Prabhavathi Meppayil’s (b. 1965, Bangalore, India) art practice draws on traditional craft and values the truth of materials and tools as well as simple forms, colours and shapes. Lines are a leitmotiv in Meppayil'swork and corresponding withMinimalist principles, she expresses the necessity of a work that comes back to the pureness and essence of the material: copper is often used in her work for example. Meppayil’s pieces combine artisan practice and modernist concerns using recurring features such as walls and floors on which she repeats lines and intermissions.
Exhibitions include The Encyclopedic Palace, 55th Venice Biennale, curated by Massimiliano Gioni, Venice in 2013, the American Academy in Rome in 2014 and at Pace London, in June 2014.
New York—Pace Gallery is pleased to announce Prabhavathi Meppayil’s first solo exhibition in North America, on view at 537 West 24th Street from October 28 to December 23, 2016. An opening reception for the artist will be held Thursday, October 27 from 6 to 8 p.m. The exhibition will feature a new body of work continuing Meppayil’s engagement of global legacies of modernism and Minimalism through artisan techniques.
Meppayil begins her work by creating heavily layered fields of white gesso. For this exhibition, her work then falls into two groups: in the first, she embeds these gesso fields with thin copper and gold wires in linear arrangements. The wires lend both a material and chromatic quality to the work, interacting with ambient light and transforming in texture and tone as the wires oxidize. In the second group of work, Meppayil marks the gesso with repeated incisions made by a thinnam, a tool traditionally used by goldsmiths to imprint bangles with ornamental patterns. Her new work reveals a heightened attention to musicality and rhythm. Engaging with seriality through triptychs and diptychs, she emphasizes the potential of the visual to encompass non-visual phenomena. These ideas span the sense of lyricism in her use of copper and gold wire to the abstraction of noise captured in her serialized thinnam paintings, which retain the faint echo of the artist’s tinkering with the metallic tools.
Kindred with the work of Nasreen Mohamedi who similarly developed a Minimalist style steeped in local interests, Meppayil’s approach to her work is forged through her family’s long history working as goldsmiths in Bangalore. Also in dialogue with Western postwar artists such as Sol LeWitt, Agnes Martin and Robert Ryman, Meppayil’s work investigates the material conditions and status of art. She expands upon these precedents and their attendant ideas around abstraction, craft, materiality and process, reconstructing themthrough an acute awareness of their histories as well as the potent sense of tradition petrified in her goldsmiths’ tools. The encounter between geographies, disciplines and histories at the core of Meppayil’s work prompts what Benjamin H.D. Buchloh identifies as “a latent desire to leave behind the parameters of pictorial space and its supporting surfaces, reaching for an ultimate sublation of the painterly rectangle in a numinous architectural space.”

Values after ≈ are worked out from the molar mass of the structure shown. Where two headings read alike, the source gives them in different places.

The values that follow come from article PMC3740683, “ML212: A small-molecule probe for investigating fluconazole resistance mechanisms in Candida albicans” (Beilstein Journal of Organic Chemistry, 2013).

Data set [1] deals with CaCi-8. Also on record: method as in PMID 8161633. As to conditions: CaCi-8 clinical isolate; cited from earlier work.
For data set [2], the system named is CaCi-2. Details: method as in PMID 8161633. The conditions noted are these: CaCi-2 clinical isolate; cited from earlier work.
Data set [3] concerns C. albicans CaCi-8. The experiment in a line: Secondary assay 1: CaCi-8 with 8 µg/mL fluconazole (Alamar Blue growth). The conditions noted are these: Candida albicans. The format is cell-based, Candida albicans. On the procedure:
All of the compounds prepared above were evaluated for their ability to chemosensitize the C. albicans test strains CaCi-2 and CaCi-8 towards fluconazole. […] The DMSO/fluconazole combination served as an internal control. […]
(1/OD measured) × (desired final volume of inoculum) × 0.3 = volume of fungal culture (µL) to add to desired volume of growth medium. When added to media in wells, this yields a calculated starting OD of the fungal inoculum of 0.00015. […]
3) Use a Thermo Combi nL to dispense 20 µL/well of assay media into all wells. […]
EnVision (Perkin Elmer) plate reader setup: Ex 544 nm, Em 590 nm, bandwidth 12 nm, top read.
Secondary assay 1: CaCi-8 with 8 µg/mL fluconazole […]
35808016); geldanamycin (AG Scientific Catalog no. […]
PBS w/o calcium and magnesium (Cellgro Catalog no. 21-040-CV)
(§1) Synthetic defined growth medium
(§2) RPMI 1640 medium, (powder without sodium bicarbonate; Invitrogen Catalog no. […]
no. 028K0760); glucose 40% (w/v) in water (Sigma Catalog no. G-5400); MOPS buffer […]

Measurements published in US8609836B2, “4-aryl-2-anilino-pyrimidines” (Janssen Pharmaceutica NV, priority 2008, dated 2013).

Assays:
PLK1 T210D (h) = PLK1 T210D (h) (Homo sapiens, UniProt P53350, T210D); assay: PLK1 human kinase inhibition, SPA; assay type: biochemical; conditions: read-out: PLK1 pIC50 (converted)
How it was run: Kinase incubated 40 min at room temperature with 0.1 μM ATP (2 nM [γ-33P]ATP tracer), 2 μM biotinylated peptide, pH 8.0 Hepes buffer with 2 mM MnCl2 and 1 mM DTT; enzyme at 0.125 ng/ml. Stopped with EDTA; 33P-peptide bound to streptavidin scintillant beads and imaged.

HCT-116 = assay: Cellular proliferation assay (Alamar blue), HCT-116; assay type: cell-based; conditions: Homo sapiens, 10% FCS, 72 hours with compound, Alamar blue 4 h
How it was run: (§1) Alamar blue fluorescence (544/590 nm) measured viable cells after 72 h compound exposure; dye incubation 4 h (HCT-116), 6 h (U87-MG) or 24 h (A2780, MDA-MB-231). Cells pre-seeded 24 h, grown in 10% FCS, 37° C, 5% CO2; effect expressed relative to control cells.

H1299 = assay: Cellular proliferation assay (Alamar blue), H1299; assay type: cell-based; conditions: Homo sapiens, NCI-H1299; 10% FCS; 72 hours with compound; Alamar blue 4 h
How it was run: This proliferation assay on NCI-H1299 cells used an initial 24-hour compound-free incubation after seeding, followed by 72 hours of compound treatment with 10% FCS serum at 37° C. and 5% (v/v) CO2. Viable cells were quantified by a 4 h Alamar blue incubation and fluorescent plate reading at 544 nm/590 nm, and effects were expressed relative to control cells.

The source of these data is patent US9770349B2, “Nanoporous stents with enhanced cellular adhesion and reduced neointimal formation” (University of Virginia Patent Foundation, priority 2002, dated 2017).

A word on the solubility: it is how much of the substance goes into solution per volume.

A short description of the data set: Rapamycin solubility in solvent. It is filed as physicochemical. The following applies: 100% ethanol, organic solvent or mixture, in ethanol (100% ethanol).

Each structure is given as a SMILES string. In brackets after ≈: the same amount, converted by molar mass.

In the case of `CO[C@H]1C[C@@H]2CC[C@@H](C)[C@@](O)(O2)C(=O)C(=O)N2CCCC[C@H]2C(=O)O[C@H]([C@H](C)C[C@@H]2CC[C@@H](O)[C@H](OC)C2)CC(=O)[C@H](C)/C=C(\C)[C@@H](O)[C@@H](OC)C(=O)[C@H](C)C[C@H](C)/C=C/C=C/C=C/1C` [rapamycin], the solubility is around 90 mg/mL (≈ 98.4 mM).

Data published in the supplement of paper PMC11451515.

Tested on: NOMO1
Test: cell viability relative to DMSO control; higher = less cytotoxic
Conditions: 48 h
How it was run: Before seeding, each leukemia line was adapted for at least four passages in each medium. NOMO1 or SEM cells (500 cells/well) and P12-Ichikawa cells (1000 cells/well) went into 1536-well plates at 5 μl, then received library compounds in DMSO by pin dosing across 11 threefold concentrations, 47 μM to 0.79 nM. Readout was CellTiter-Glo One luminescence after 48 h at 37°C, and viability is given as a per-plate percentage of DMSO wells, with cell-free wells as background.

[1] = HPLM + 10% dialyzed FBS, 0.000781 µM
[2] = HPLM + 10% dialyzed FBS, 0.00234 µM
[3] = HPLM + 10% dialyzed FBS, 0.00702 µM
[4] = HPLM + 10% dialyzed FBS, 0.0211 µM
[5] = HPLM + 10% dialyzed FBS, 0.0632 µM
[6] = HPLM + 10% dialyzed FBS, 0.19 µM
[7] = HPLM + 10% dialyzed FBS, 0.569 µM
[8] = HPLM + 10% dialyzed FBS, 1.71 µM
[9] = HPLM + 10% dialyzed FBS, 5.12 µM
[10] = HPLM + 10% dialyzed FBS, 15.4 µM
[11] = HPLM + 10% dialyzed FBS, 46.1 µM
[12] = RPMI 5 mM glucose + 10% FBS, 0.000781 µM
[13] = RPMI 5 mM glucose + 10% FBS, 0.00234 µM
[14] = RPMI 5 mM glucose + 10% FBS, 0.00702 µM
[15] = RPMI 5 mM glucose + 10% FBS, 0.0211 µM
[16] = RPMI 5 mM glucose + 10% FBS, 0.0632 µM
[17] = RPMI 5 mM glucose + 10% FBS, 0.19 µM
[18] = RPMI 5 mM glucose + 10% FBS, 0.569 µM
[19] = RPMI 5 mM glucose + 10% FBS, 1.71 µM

Meppayil’s exhibition in New York builds on the momentum of her participation in the 2013 Venice Biennale and her presentation at Art Basel’s Unlimited sector. Pace will publish a supplement to the 2014 catalogue for her exhibitions at the American Academy in Rome and Pace London, which featured essays by Deepak Ananth, Benjamin H.D. Buchloh and Peter Benson Miller. This publication will feature an introduction to the Meppayil’s new work as well as images of the exhibition in New York and of tw/one (2016), her large-scale installation at Art Basel.
Prabhavathi Meppayil (b. 1965, Bangalore) studied at Bangalore University and Ken School of Art, Bangalore. She has exhibited widely in India and was the subject of a solo exhibition at the American Academy in Rome in 2014. This year, she presented major installations in Art Basel’s Unlimited sector, curated by Gianni Jetzer, and the Dhaka Art Summit. Meppayil’s work will also be featured in this year’s Kochi Muziris Biennale which opens December 12 and runs through March 29, 2017. Her work has been featured in numerous international group exhibitions including Horn Please: Narratives in Contemporary Indian Art, Kunstmuseum Bern (2007–08); Orientations: Trajectories in Indian Art, Foundation De 11 Lijnen, Oudenburg, Belgium (2010); Equator #1: Shadow Lines: Indonesia Meets India in the Yogyakarta Biennale (2011); and The Encyclopedic Palace, curated by Massimiliano Gioni, at the 55th Venice Biennale (2013). The artist’s work is included in the permanent collections of Kiran Nadar Museum of Art, New Delhi; Mori Art Museum, Tokyo; Pinault Collection; and the Samdani Collection, Dhaka.
Meppayil lives and works in Bangalore. This is her second exhibition at Pace
The gallery will be closed for Thanksgiving. Have a wonderful holiday weekend. New York Prabhavathi Meppayil (537 West 24th Street) will close early today, November 23 at 2pm and Rothko: Dark Palette (510 West 25th Street) will close at 4pm. The galleries will reopen on Friday, November 24 for normal gallery weekend hours. Menlo Park The gallery will close early today, November 23 at 3pm and reopen on Tuesday, November 29. Palo Alto The gallery will close early today, November 23
All Pace locations will be open Monday, November 14. Visit our exhibitions of Richard Pousette-Dart, Prabhavathi Meppayil, and Mark Rothko!
2016. Pace Gallery. Pamphlet
14 pages: 6 color illustrations: 9 ⅞ x 7 ⅛ inches